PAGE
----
Editing & Proofreading

Posted by | January 9, 2014 | Home Business Ideas


A variety of businesses use the services of a professional editor or proofreader in the preparation of books, magazines, newspapers, research papers, reports, contracts and other documents for clients. These include hardware and software companies, trade associations, law firms, and even private citizens. A proofreading service checks written materials for accuracy in grammar, spelling, punctuation and style. An editing business helps others apply the rules of good communication to documents they write, focusing on content. You might also offer indexing services. Indexers typically work for reference and professional book publishers constructing key word indices for the back of the book.


You must have thorough knowledge of good written communication skills including punctuation, grammar and style. It helps to have a degree in English or other related field because you will likely attract more business if you have a degree. You will also need to be familiar with “proofreader’s marks.” (The format that professional editors use to make corrections.) It will also help if you are familiar with desktop publishing and word publishing software so that you can offer design and layout services.


Your customers are most likely to be magazine and newsletter publishers or private writers. Other potential customers may include businesses that need assistance with the preparation of reports, corporate documents or advertising materials. Individuals may hire you for manuscripts, articles for publication or resumes. Personal contacts within the industry are the best marketing tool. Get to know publishers and writers by joining a trade association and using your networking skills! Refer to Writers Market for names and addresses of publishers to whom you can send your resume and marketing package.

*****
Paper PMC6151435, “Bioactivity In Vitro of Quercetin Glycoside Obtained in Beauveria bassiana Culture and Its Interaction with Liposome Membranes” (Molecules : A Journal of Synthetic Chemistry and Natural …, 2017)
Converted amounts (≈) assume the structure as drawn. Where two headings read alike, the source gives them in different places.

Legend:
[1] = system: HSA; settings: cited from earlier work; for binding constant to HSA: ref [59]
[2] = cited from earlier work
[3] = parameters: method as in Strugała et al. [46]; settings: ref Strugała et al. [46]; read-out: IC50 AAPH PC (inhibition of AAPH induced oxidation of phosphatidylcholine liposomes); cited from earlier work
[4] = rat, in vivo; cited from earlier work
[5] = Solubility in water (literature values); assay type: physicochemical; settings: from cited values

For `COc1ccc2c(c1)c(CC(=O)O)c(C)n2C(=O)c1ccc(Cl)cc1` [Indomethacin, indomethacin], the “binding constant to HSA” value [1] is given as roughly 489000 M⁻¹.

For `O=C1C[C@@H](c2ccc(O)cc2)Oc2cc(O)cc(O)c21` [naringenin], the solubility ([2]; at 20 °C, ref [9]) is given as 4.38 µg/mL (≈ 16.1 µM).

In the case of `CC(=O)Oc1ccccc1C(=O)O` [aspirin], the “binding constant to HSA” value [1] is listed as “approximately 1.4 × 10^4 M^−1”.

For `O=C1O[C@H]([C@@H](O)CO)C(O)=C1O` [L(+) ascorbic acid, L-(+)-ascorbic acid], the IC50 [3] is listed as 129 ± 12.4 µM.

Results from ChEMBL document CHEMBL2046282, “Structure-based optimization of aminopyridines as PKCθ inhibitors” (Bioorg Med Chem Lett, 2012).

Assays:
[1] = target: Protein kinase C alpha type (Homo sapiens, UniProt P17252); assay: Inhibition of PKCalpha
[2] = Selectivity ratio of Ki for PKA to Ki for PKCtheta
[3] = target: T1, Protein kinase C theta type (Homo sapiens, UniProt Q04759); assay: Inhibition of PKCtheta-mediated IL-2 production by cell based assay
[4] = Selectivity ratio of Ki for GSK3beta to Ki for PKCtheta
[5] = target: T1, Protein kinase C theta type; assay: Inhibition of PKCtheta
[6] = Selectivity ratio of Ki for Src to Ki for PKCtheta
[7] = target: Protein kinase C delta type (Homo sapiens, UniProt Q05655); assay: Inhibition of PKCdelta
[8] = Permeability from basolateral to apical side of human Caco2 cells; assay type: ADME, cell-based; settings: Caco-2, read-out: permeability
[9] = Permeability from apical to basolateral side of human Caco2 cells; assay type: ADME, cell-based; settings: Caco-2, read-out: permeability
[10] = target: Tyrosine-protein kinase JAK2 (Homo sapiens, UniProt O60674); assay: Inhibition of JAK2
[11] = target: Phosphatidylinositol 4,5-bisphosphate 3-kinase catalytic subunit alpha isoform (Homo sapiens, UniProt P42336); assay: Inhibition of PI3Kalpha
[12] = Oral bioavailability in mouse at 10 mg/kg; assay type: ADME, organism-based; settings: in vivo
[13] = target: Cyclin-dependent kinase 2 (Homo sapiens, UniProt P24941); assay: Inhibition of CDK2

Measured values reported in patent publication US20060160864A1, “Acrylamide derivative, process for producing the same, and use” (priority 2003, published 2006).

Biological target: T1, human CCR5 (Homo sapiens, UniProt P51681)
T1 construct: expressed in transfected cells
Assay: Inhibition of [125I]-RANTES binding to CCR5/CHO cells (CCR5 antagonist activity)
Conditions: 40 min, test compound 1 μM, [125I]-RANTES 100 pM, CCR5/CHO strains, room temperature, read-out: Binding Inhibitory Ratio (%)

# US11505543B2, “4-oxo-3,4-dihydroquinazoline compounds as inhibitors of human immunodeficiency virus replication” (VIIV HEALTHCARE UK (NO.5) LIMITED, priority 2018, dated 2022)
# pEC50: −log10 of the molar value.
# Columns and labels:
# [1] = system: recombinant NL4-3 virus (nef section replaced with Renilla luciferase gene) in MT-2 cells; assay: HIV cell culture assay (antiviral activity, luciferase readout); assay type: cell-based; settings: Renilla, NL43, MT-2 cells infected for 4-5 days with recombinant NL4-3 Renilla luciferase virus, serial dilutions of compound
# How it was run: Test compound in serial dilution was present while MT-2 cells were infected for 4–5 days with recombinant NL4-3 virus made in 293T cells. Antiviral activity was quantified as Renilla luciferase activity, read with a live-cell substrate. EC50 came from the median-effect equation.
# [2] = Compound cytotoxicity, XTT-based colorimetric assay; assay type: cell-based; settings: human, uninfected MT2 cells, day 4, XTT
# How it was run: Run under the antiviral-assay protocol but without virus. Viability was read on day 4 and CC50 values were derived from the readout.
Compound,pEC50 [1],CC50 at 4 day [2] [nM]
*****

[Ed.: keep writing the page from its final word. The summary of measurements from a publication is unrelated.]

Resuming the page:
You will need a computer, modem, laser printer, fax machine, word processing software and other related office equipment. You should also have plenty of reference books like dictionaries and a thesaurus. You will also need to pay trade association fees to any organization that you decide to join to help with networking.


Once established, you should earn $25,000 to $60,000 per year depending on how much you charge and how you price your services. A manuscript editor may charge $2,000 to $3,000 to review and comment on a 400 page manuscript. Editors usually charge around $15 to $40 per hour for basic editing services. Proofreaders earn $10 an hour and Indexers usually charge around $3 to $6 per printed page they read to produce the index. Remember, many spell checking and grammar checking software programs have now taken the place of the need for Proofreaders, so you will not want to focus your business on these types of services, and if you do, you will need to make your prices reasonable.


This type of job typically requires some credentials, so don’t expect to be hired without some solid work experience behind you. Try to gain experience as a editor, perhaps with a local newspaper. If you have not already, consider attending college to work towards a degree in English or Journalism.

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